At the end, there are storage tips and a helpful glossary. It's a neat, tidy little package, and its utilitarian value cannot be overstated. Highly recommended.
Thursday, April 8, 2010
Pardon me for shilling my own publication, but the Sun-Times today ran a feature about a nifty craft project (and I don't use those three words together very often, believe me). It's pitched as something you can make your matriarch for Mother's Day: a box of homemade teas and tea bags.
It's a cute idea — coffee filters spooned full of homemade blended teas, cinched up, lined in a special box ...
I almost feel crafty enough to try it.
Wednesday, April 7, 2010
OK, I know I just posted this morning about my desire for a camping Kelly Kettle. But scratch that. My next kettle (says the tweeting tea blogger) will most assuredly be the Twettle.
That's right. A tweeting tea kettle.
According to Gizmodo: "This smartly-designed kettle, which tweets via Wi-Fi, will alert you when it's boiling. Designed by Ben Perman and Murat Multu, it also records details on how many times it boils each week, and just how much water you've boiled up."
But wait — it doesn't exist yet! "The designers are looking for an investment of $500,000 to get the $115 kettles onto the production line."
If this sounds too hilarious to be true, please to enjoy the lengthy explanation by Multu of how such a wacky idea came into their heads. A clue: It started in a vodka bar!
The return of warm weather has stirred up a hankerin' to plunge into the wild on a camping trip. Or at least a backyard barbecue. The following gadget would work well on either occasion, though it's really made for the former.
Kelly Kettles are cleverly constructed devices for quickly boiling water with available fuel (twigs, leaves, etc.). It's a double-walled cylindrical kettle, built around its own fire stand and chimney. Boils water for outdoor tea (or soup) quickly and conveniently, so even in the deepest, remotest terrain you can still have your morning and/or afternoon cuppa.
Here's a video showing it in action ...
Tuesday, April 6, 2010
Monday, April 5, 2010
Another free-book find via the iPad's iBooks is The Little Tea Book by some dandy named Arthur Gray, who contributed this poem in his collection of tea trivia:
In the drama of the past
Thou art featured in the cast;
And thou hast played thy part
With never a change of heart,
For 'mid all the ding and dong
Waits a welcome—soothing song,
For fragrant Hyson and Oolong.
. . .
A song of peace, through all the years,
Of fireside fancies, devoid of fears,
Of mothers' talks and mothers' lays,
Of grandmothers' comforts—quiet ways.
Of gossip, perhaps—still and yet—
What of Johnson? Would we forget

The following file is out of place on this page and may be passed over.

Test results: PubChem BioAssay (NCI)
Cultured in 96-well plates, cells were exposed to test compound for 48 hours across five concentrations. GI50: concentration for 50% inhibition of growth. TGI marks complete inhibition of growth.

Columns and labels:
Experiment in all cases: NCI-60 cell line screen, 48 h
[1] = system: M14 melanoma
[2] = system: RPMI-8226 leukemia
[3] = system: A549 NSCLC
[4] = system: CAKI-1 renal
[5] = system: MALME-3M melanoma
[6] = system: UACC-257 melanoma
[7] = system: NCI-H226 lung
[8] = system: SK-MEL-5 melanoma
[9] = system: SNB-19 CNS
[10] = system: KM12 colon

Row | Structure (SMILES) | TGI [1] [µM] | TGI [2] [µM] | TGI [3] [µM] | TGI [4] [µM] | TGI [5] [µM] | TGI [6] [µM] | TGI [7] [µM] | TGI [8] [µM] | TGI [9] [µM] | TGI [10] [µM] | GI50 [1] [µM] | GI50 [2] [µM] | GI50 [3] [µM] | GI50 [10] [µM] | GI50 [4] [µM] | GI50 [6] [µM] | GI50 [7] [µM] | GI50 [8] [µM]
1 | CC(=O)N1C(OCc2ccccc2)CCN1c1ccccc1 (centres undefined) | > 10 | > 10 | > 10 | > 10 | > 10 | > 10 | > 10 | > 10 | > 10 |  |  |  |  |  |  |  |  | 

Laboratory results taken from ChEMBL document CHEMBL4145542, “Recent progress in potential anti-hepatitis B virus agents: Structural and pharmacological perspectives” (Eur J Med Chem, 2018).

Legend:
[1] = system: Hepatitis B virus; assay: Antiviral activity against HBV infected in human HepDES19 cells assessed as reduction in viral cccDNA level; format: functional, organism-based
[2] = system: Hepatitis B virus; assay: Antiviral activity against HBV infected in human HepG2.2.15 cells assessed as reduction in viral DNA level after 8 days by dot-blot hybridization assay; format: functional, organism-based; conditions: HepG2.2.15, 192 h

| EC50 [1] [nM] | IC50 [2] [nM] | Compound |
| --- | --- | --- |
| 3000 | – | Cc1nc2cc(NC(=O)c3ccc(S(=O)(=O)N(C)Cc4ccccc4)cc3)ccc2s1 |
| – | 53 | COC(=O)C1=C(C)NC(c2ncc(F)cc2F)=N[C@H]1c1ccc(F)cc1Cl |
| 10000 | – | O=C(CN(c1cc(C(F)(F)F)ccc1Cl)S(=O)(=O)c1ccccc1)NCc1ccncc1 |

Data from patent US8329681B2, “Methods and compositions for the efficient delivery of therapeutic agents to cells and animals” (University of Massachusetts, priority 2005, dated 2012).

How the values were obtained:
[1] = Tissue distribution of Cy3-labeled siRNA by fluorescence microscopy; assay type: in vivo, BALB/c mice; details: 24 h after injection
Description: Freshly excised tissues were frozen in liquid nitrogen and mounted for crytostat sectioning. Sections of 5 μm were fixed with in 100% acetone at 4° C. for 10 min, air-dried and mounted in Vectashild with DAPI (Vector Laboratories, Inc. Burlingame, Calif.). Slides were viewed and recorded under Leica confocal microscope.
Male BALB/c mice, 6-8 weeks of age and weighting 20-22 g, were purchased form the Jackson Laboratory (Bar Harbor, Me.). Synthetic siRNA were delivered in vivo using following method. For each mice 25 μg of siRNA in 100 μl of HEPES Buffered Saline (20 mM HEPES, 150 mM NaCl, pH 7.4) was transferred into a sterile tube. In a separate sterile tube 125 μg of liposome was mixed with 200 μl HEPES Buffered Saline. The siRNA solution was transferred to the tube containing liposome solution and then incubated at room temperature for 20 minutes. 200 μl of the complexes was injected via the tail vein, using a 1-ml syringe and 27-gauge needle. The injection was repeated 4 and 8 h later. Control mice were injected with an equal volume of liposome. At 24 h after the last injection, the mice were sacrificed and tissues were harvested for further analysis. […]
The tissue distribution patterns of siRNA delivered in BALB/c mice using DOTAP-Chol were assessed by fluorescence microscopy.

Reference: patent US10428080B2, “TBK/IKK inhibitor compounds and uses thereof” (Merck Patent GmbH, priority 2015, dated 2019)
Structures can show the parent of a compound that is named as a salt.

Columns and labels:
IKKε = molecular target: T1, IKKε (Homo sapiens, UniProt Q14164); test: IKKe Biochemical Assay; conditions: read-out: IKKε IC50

The pictured cup; those merry times,
When round the board, with ready rhymes
Waller, Dryden, and Addison—Young,
Grave Pope to Gay, when Cowper sung?
Sydney Smith, too; gentle Lamb brew,
Tennyson, Dickens, Doctor Holmes knew.
The cup that cheered, those sober souls,
And tiny tea-trays, samovars, and bowls.
. . .
So here's a toast to the queen of plants,
The queen of plants—Bohea!
Good wife, ring for your maiden aunts,
We'll all have cups of tea.
Sunday, April 4, 2010
Just a photo of our table as we languished Saturday afternoon inside Julius Meinl. I love a place that serves great tea, of course, but also one that serves breakfast until 3 p.m. They do these baked eggs .... hmmm, boy! And crepes filled with Nutella, zowee! Their Yunnan tea (front and center), too, is tippy and lively. (Not pictured: Sean, Nancy, Daniel and Sophie. This is so typical; I have a splendid afternoon with splendid people, and I photograph the tea.)
After spending a weekend with our new iPad, returning to this MacBook laptop to blog seems so clunky and quaint.
I can say one thing immediately about the iPad: It's a wonderful reader. I have never had the slightest interest interest in a Kindle (really? it's the 21st century and you had no intention of a color screen?), and I look forward to watching those wither and crumble in the weeks ahead. While my spouse has spent the weekend loading fun apps and games onto the iPad, and watching video (fantastic!), my moments with it — to my complete surprise, really — have been spent reading. The iBooks feature is glorious. The display is crisp and clear. The navigation is simple, the page-turning function lifelike and intuitive. The battery life seems interminable. The best part, to me, is that the iBooks store is easy to use (like iTunes) and is already filled to the gills with free books. You'd be amazed how much great literature is free — from Dickens to Joyce to Twain, from The Art of War to The Prince — including several intriguing old texts about tea.
My favorite free tea book thus far is Tea Leaves: Being a collection of letters and documents relating to the shipment of TEA to the American colonies in the year 1773, by Francis S. Drake. It's loaded with details of the tea boycott that lead up to Boston's infamous tea party. And, frankly, it's easier to hold an iPad and flick the pages with the pinky sticking out from my teacup than it is to hold and navigate a real book. So here's to more iTea with the iPad.
Can't wait for my favorite iPhone tea apps to update for the bigger, brighter iPad!
It also doubles as a marvelous tea tray ...
Oh, and don't miss this nifty new tea gadget for the iPad. (Whether you intend to buy one, be sure to click on the "pre-order" button for full details...)